The point is finding those that are going to help us figure out who I am what I’m about.
And when I’m looking for a promotion, I’m not just looking what I’m going to do next.
I’m looking to who I’m going to be next.
That’s an identity economy model.
What’s interesting for me in the stories that we told I realized if I say to people?
This is a podcast that brings together, co-workers co-founders, family business.
Everybody instantly translates those words to their own reality.
So if you work in a tech company people immediately think co-founder tech company.
So let me give you just a glimpse of what I thought are compelling stories of the workplace to pilots who have been together in Iraq and in Afghanistan, Have been Inseparable in the cockpit have developed a level of interdependence and Trust don’t that on which life and death depends who then start as co-founders in a company that company does extremely well.
And at one point.
Things turn and they are at a Crossroads where potentially one of them may want to do something that the other one doesn’t want to follow.
How do they separate and how do they separate when one of them, is the eldest of five?
And the other one is a single son.
Do you think that that gives them a different sense of responsibility toward each other?
That’s a dowry.
And when I have two sisters of which one has been a successful entrepreneur, and has her own company, and the other one has been stuck for more than two decades, in the company and she basically has confused venting and Venture, you know, on occasion.
She wants to do something.
But most of the time she complains and the more she complains and the more she activates everybody else around her to give her advice about how she could do better.
And the more they give her the advice and the She defies their advice by basically rendering them as helpless as she is by constantly saying why she can’t do what they tell her to do.
And then you begin to understand that power in a relationship, doesn’t always come from above.
Power can come from the weak person and their ability to render all the other powerful competent.
Happy resourceful people completely Weak by their inability to rise.
The person that is so low.
There’s a beautiful one if we call them the Brits, but basically it’s two people that created a very successful driving Communication company.
While the relationship is completely sinking because they are literally incapable of communicating anything to each other.
I mean it is page 108 of the manifesto of tight-lip anglo-saxon, but they know it but they have a private Communications company.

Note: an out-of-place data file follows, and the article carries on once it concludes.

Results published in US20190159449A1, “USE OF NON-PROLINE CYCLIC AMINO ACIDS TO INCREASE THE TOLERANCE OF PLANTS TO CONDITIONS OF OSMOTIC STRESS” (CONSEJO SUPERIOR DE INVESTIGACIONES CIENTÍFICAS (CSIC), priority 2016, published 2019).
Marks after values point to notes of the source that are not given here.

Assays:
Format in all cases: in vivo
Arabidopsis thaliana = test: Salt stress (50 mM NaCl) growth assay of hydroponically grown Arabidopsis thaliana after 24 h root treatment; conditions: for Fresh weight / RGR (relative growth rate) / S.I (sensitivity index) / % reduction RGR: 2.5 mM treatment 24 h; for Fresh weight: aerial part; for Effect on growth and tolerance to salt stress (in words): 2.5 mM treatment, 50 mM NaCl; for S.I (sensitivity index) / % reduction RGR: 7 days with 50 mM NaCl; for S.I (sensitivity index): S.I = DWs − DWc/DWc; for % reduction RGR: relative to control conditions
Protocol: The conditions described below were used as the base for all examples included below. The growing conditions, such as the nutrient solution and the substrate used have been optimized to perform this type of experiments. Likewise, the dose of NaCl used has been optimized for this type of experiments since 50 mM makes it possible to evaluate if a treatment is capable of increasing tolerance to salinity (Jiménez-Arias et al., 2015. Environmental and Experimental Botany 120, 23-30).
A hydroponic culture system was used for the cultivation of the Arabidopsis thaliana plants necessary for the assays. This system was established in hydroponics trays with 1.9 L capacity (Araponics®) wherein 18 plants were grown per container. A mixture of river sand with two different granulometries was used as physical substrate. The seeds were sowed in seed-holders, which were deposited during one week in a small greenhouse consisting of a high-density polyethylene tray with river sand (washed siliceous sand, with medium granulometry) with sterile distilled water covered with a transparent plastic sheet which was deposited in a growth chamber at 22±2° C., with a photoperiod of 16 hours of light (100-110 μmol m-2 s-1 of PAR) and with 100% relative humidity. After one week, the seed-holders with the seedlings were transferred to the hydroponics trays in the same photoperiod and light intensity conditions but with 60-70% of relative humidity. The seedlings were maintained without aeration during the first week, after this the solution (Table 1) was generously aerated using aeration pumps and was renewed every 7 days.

It’s like you can’t make it up, you know.
And one of them is trying to kick the other one out, and he says you’re inching me out and it inches you inside as you’re hearing it, because you can visualize what it’s like when one person is so done.
And the other one is still holding on and that is no different from any other couple that I would see.
When I am in the role of the couples therapist, that works with romantic couples.
A relational system is a relational system.
It has the same elements.
And what are some of these key elements?
Every relational system, every relationship has to straddle stability and change the old and the new, the continuity and The Innovation everyone.
And if you don’t change at all, you Fussell eyes and you die, so does a plant, so there’s a relationship.
So there’s a human being.
But if you change all the time, you diss regulate, and you go chaotic and that’s not good for you either.
And every relationship has a Hierarchy, and that starts from the moment, you have adults and children and parents and children, or caregivers and children, but every relationship has a power structure.
There is not a relationship in which there is no Dynamic around power.
And everyone who’s ever had a.
Two-year-old knows that the power can come from the little one.
It’s not because you are the big one that you have the power not at all, and the power can be invisible and the power can be seductive and the power can be corrupted.
And the power can be empowering.
It’s all of it.
And every relationship system has rolls rolls.
Everybody here has a role and that role conveys expectations and it conveys how you’re going to communicate about these expectations and what people are going to be able to ask from you and What they can trust you, for what they rely on you for?
And what are you accountable for?
Everybody has a role and work in your social life with your friends, with your family, with your Lover’s.
We are all the time in roles and these roles are basically our identity definition.
It’s just that these days, our roles are changing very very fast and we have continuously to redefine that identity.
That’s a major change but rolls it still is and that’s pretty much the Calf holding of relationships, everything else falls, under those three things.
Boundaries roles, hierarchy.
Once you get that Grid, it’s no different.
If you’re talking about romantic love, or if you’re talking about relationships in the workplace.
Join me in meeting, nine pairs, who work together, co-founders, family, members, colleagues and co-workers, as they unpack and explore the tensions.
The unspoken elements of their relationship decree.
Of energy of their relationship, do loyalties The Break-Up, the beginnings and the end.
I just I feel continually undermined.
The child has always been that place where I’ve been needed in.
I feel important.
A lot of the people that work for me are like an extension of my family.
There’s no doubt that you’re emotional and relational.
Dowry comes with you to work.
Imagine going to work every day, and I’m really busy place and no one will make eye contact with you.
I mean, it feels like a breakup.
It doesn’t feel so how’s work?